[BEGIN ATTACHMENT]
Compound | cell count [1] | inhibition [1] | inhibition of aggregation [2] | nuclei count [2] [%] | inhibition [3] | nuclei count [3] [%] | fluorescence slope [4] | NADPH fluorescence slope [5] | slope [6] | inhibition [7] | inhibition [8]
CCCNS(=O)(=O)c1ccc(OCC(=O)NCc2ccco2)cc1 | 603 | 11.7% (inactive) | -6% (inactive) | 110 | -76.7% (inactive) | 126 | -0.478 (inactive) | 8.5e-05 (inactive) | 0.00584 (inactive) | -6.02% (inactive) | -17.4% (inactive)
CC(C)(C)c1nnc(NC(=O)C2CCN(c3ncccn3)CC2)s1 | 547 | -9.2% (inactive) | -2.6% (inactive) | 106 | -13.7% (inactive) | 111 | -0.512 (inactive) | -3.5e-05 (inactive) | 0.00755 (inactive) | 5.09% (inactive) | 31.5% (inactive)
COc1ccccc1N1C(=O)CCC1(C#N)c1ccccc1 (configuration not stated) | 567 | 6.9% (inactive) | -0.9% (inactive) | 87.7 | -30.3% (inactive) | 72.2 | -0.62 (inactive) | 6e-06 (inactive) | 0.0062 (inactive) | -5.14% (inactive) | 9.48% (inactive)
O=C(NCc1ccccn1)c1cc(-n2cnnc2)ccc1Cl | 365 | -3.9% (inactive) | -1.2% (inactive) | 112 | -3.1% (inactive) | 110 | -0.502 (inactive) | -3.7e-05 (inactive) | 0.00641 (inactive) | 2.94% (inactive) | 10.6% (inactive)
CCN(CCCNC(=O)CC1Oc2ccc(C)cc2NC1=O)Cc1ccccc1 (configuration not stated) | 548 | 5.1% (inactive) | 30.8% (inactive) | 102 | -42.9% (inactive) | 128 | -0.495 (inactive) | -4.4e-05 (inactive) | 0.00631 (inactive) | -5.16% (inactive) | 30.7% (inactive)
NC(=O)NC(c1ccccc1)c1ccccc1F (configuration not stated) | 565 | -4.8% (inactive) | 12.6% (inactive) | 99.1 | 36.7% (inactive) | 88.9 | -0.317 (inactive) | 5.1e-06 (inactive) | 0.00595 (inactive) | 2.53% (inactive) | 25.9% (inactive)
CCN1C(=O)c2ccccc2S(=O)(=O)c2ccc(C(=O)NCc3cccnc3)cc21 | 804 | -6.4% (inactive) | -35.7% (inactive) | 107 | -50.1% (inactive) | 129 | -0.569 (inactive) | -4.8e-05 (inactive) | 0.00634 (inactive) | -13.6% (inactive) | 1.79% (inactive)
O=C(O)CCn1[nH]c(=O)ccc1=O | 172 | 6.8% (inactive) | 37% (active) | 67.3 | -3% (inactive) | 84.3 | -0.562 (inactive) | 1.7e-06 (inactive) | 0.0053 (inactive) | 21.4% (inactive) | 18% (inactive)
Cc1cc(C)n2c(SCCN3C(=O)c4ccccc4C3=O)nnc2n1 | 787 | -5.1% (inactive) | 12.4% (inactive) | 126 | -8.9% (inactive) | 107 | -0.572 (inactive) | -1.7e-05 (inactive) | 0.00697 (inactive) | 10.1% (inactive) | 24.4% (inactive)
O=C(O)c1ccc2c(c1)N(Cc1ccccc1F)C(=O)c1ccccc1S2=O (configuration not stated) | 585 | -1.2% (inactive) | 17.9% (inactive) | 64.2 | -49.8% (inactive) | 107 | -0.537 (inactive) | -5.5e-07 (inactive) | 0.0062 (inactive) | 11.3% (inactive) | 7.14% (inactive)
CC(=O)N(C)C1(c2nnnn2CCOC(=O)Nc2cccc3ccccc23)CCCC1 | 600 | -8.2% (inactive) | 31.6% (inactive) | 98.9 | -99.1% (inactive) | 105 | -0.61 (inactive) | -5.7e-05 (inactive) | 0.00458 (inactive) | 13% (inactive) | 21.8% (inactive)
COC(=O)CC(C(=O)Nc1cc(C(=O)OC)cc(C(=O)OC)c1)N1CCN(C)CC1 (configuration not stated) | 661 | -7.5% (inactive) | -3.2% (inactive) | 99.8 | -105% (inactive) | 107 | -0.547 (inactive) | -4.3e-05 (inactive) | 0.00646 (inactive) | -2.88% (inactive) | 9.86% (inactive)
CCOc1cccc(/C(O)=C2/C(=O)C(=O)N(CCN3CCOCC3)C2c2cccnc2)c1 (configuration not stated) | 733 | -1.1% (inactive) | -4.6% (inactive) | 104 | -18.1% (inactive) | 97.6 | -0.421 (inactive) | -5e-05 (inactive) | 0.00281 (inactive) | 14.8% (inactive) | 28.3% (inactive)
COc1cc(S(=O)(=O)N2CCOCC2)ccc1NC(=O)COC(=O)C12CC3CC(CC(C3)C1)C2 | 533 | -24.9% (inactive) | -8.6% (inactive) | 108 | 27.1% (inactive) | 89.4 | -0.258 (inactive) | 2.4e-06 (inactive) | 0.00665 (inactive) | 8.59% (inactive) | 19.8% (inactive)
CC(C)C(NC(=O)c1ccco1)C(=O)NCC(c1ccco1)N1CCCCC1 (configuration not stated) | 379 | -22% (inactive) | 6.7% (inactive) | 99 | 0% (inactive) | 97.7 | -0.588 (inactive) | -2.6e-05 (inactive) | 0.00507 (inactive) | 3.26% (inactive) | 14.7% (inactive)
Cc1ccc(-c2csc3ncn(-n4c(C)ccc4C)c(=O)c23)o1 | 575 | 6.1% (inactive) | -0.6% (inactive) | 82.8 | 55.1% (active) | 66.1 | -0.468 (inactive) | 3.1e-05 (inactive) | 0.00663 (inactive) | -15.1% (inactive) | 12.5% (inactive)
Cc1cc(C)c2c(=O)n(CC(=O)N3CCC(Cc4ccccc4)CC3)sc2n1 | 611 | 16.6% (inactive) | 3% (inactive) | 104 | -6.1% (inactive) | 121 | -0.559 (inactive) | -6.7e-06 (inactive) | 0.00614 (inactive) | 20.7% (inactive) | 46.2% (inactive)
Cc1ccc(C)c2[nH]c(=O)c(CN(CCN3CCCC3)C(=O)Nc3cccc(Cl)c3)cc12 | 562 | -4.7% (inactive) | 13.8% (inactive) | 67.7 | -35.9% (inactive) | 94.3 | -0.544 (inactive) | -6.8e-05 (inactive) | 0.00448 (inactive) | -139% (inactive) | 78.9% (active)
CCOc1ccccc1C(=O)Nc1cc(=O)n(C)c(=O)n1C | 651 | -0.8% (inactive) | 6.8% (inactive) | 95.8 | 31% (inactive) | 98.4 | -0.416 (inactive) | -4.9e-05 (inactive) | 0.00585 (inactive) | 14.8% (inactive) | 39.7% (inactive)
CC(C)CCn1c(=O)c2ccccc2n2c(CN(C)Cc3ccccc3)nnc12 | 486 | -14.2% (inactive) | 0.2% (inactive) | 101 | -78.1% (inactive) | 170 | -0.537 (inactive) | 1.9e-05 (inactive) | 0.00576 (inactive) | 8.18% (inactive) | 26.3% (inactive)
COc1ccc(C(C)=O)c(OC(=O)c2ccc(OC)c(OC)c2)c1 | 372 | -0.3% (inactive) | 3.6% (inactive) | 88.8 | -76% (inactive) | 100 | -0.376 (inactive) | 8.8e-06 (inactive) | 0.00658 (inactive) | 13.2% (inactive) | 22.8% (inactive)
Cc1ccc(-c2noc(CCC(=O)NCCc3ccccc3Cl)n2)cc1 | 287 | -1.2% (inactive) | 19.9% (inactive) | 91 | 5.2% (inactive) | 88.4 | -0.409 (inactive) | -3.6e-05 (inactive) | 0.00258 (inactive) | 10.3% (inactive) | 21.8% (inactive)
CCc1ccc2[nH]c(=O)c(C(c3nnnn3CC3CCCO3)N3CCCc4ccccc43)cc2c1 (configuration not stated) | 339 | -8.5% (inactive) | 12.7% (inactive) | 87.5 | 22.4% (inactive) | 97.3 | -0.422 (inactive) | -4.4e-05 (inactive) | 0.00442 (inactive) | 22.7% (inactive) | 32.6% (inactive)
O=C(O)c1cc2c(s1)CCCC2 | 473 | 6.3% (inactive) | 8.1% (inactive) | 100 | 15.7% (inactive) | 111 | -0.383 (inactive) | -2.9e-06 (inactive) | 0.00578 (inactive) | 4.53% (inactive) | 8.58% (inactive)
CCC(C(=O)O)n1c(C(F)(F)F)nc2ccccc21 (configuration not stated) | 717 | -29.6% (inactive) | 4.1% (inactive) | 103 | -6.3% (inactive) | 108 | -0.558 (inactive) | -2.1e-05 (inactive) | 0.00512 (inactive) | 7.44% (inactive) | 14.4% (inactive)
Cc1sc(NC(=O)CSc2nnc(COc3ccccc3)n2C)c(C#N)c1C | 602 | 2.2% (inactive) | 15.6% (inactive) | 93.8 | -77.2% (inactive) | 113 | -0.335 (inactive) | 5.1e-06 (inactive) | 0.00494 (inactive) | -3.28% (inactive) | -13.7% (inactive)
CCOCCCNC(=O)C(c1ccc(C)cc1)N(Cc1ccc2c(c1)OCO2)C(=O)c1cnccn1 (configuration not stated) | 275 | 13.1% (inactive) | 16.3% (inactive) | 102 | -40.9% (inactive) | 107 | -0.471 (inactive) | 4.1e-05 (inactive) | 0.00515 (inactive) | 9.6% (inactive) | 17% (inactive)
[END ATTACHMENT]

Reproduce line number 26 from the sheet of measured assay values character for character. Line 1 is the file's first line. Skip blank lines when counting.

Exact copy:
CCC(C(=O)O)n1c(C(F)(F)F)nc2ccccc21 (configuration not stated) | 717 | -29.6% (inactive) | 4.1% (inactive) | 103 | -6.3% (inactive) | 108 | -0.558 (inactive) | -2.1e-05 (inactive) | 0.00512 (inactive) | 7.44% (inactive) | 14.4% (inactive)